Belmora LLC yesterday filed a petition for reconsideration en banc [pdf here] of the FLANAX decision issued by the U.S. Court of Appeals for the Fourth Circuit in Belmora LLC v Bayer Consumer Care AG, et al., Appeal No. 15-1335 (4th Cir. March 23, 2016). The appellate court vacated the ruling of the U.S. District Court for the Eastern District of Virginia, and remanded the case to the district court.
Based on its reading of the Supreme Court’s Lexmark decision, the lower court had dismissed Bayer’s Section 43(a) false association and false advertising claims under FRCP 12(b)(6) and entered judgment on the pleadings as to Bayer’s Section 14(3) claim, ruling that the Lanham Act does not allow an owner of a foreign mark not registered in the United States, who does not use the mark in the United States [Bayer], to assert priority rights over a mark that is registered and used by another party [Belmora] in this country. The Fourth Circuit concluded that the district court misapplied Lexmark, observing that there is no requirement in the language of Section 43(a) or Section 14(3) that a plaintiff must have used its own mark in commerce.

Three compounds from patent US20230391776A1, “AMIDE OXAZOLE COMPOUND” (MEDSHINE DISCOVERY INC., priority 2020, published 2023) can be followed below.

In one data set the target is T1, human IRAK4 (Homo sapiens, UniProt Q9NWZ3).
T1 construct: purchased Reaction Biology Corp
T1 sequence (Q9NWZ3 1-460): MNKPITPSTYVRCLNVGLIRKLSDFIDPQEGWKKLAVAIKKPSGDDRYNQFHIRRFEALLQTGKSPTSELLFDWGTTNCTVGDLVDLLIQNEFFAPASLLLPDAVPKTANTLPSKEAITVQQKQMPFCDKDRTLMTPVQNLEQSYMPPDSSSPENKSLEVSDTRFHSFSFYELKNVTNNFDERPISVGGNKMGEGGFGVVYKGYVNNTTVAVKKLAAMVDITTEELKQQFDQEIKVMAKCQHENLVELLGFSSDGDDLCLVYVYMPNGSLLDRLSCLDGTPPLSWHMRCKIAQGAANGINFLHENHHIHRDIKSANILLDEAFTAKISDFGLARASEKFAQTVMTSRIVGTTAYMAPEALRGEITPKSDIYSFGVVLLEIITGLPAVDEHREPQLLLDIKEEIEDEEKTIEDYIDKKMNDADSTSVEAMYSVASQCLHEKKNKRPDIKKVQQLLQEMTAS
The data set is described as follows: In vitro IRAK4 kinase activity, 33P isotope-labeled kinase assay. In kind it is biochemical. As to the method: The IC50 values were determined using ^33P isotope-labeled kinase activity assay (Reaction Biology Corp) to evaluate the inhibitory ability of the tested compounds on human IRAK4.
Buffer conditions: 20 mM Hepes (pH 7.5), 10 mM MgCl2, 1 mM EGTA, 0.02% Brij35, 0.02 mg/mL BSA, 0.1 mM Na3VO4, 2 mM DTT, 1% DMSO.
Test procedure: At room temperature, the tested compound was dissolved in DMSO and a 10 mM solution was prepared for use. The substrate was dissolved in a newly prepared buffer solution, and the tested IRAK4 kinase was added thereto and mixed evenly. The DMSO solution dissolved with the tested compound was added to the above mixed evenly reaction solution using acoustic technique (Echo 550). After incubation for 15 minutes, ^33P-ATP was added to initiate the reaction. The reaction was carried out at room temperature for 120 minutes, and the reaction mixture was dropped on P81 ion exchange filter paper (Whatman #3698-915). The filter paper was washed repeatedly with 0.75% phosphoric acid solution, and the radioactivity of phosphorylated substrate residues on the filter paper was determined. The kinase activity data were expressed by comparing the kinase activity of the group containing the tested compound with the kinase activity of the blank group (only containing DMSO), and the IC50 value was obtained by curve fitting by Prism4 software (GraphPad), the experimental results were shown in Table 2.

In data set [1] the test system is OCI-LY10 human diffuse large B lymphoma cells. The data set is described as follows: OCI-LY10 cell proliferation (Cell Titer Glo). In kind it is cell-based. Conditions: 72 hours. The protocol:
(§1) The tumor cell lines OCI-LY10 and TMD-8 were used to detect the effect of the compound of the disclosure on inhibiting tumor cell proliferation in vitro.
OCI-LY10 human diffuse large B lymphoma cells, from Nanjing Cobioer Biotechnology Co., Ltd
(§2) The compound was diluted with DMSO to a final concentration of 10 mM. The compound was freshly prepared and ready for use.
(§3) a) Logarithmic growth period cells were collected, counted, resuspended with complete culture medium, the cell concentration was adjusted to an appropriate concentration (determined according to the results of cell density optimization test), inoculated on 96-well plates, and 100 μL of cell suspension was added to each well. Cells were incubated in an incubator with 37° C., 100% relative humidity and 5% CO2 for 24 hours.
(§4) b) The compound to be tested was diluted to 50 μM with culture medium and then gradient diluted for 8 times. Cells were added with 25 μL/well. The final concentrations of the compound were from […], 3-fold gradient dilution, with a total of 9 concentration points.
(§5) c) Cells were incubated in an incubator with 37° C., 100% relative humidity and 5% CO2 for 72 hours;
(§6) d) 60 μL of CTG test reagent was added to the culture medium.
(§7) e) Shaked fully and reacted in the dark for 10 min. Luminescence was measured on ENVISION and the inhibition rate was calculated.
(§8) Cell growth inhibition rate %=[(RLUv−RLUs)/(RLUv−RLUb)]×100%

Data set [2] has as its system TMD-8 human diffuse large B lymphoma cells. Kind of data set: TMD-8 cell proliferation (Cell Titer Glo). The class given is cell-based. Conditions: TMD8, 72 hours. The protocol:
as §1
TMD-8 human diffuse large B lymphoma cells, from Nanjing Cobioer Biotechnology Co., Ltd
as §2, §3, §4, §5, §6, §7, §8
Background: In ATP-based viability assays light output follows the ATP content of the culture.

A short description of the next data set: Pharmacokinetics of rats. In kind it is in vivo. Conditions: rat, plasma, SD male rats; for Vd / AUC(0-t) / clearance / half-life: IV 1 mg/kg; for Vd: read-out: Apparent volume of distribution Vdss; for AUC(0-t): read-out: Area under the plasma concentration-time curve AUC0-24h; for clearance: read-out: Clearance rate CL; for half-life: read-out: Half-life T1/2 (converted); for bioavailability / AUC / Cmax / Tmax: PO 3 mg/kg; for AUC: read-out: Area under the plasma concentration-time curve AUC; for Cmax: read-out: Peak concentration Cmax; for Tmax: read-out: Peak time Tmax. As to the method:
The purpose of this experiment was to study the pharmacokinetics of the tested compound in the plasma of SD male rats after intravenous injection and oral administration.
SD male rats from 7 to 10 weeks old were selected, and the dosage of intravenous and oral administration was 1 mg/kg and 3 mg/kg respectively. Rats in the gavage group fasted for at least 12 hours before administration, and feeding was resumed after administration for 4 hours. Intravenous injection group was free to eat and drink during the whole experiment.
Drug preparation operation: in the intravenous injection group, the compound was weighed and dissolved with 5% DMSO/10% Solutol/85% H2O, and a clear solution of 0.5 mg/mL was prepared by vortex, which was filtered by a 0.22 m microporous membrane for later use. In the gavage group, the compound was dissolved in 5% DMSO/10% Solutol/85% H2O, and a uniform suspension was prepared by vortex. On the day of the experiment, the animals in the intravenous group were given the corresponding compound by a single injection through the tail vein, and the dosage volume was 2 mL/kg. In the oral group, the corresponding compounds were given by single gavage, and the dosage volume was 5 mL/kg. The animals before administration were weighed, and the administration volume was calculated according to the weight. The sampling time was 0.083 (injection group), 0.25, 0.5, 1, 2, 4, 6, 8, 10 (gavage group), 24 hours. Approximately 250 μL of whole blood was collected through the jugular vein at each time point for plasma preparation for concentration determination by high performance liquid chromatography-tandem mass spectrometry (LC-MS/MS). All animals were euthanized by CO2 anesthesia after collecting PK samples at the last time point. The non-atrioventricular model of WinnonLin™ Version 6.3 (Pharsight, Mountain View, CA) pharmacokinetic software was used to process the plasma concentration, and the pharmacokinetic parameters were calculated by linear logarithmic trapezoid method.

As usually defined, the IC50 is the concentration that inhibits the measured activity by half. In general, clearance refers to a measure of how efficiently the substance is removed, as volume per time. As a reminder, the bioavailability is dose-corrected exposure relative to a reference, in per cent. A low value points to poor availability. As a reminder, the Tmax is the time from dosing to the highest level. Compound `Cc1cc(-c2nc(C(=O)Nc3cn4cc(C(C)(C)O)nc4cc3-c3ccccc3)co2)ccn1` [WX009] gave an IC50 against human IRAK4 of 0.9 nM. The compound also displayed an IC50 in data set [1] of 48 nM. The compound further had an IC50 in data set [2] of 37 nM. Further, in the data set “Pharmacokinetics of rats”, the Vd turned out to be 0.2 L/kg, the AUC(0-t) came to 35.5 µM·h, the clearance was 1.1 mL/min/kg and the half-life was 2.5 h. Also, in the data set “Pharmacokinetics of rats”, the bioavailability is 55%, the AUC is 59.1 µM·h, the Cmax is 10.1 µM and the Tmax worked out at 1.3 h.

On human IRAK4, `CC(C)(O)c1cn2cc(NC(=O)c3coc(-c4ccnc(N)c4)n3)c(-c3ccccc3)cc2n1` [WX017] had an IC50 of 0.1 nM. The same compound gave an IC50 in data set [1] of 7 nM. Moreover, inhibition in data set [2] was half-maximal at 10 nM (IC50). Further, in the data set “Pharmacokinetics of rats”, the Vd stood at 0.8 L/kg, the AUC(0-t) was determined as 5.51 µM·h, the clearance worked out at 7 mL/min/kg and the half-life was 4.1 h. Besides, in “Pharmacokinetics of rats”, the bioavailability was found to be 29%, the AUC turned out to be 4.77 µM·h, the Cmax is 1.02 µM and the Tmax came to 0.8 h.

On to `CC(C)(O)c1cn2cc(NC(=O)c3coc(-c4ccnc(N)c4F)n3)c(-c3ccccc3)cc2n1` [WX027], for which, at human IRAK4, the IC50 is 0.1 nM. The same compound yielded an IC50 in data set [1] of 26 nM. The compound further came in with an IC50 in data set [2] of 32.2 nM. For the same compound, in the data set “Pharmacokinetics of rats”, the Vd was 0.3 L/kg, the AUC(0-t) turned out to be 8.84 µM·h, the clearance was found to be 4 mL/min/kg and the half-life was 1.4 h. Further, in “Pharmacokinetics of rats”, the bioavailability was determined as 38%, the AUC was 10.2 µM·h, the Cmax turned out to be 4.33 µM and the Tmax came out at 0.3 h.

In its petition for reconsideration en banc, Belmora argues that the court’s decision warrants en banc review because it “(i) overlooked material facts and legal considerations; (ii) conflicts with decisions of the United States Supreme Court, this Court, and other U.S. circuit courts of appeal; and (iii) raises questions of exceptional importance regarding the scope of 15 U.S.C. §§ 1051 et. seq. (‘the Lanham Act’).”
In holding that a claimant need neither own nor have used a trademark in U.S. commerce to maintain a cause of action under either § 14(3) or §43(a) of the Lanham Act, the panel decision appeared to be motivated by a sense of ethical outrage – misplaced, as will be shown – directed at one party as a result of which the Court, it is respectfully submitted, was regrettably too quick to throw out the legal baby with the equitable bathwater. In doing so, it jettisoned its own precedent, failed to address substantively significant authority that is in accord with that approach, and, by giving short shrift to the plain language of the statute and a forced reading ofLexmark Int’l Inc. v. Static Control Component, Inc., 134 S. Ct. 1377 (2014) threatened to undermine the integrity of the federal trademark system by widening any extant circuit split on this issue with a crowbar.